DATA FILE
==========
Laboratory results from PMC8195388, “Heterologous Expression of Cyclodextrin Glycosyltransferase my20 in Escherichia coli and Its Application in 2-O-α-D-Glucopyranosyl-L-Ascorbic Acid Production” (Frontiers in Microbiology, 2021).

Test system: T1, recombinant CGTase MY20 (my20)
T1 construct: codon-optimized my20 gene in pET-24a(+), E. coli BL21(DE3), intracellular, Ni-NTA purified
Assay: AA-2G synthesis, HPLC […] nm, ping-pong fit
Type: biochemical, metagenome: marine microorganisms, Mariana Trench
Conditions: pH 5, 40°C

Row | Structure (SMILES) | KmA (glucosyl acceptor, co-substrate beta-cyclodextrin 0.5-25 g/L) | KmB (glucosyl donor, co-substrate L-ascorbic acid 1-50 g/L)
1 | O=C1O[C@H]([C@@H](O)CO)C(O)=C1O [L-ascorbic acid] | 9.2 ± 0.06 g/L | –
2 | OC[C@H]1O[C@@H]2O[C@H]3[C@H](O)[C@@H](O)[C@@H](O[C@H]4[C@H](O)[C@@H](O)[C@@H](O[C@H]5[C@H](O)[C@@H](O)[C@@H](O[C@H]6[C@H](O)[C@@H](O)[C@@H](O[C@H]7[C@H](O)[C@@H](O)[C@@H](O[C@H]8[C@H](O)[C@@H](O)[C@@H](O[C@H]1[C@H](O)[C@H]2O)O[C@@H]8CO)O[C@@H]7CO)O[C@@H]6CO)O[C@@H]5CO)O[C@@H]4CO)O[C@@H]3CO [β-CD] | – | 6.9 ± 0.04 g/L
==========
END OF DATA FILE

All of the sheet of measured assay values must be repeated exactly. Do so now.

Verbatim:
Laboratory results from PMC8195388, “Heterologous Expression of Cyclodextrin Glycosyltransferase my20 in Escherichia coli and Its Application in 2-O-α-D-Glucopyranosyl-L-Ascorbic Acid Production” (Frontiers in Microbiology, 2021).

Test system: T1, recombinant CGTase MY20 (my20)
T1 construct: codon-optimized my20 gene in pET-24a(+), E. coli BL21(DE3), intracellular, Ni-NTA purified
Assay: AA-2G synthesis, HPLC […] nm, ping-pong fit
Type: biochemical, metagenome: marine microorganisms, Mariana Trench
Conditions: pH 5, 40°C

Row | Structure (SMILES) | KmA (glucosyl acceptor, co-substrate beta-cyclodextrin 0.5-25 g/L) | KmB (glucosyl donor, co-substrate L-ascorbic acid 1-50 g/L)
1 | O=C1O[C@H]([C@@H](O)CO)C(O)=C1O [L-ascorbic acid] | 9.2 ± 0.06 g/L | –
2 | OC[C@H]1O[C@@H]2O[C@H]3[C@H](O)[C@@H](O)[C@@H](O[C@H]4[C@H](O)[C@@H](O)[C@@H](O[C@H]5[C@H](O)[C@@H](O)[C@@H](O[C@H]6[C@H](O)[C@@H](O)[C@@H](O[C@H]7[C@H](O)[C@@H](O)[C@@H](O[C@H]8[C@H](O)[C@@H](O)[C@@H](O[C@H]1[C@H](O)[C@H]2O)O[C@@H]8CO)O[C@@H]7CO)O[C@@H]6CO)O[C@@H]5CO)O[C@@H]4CO)O[C@@H]3CO [β-CD] | – | 6.9 ± 0.04 g/L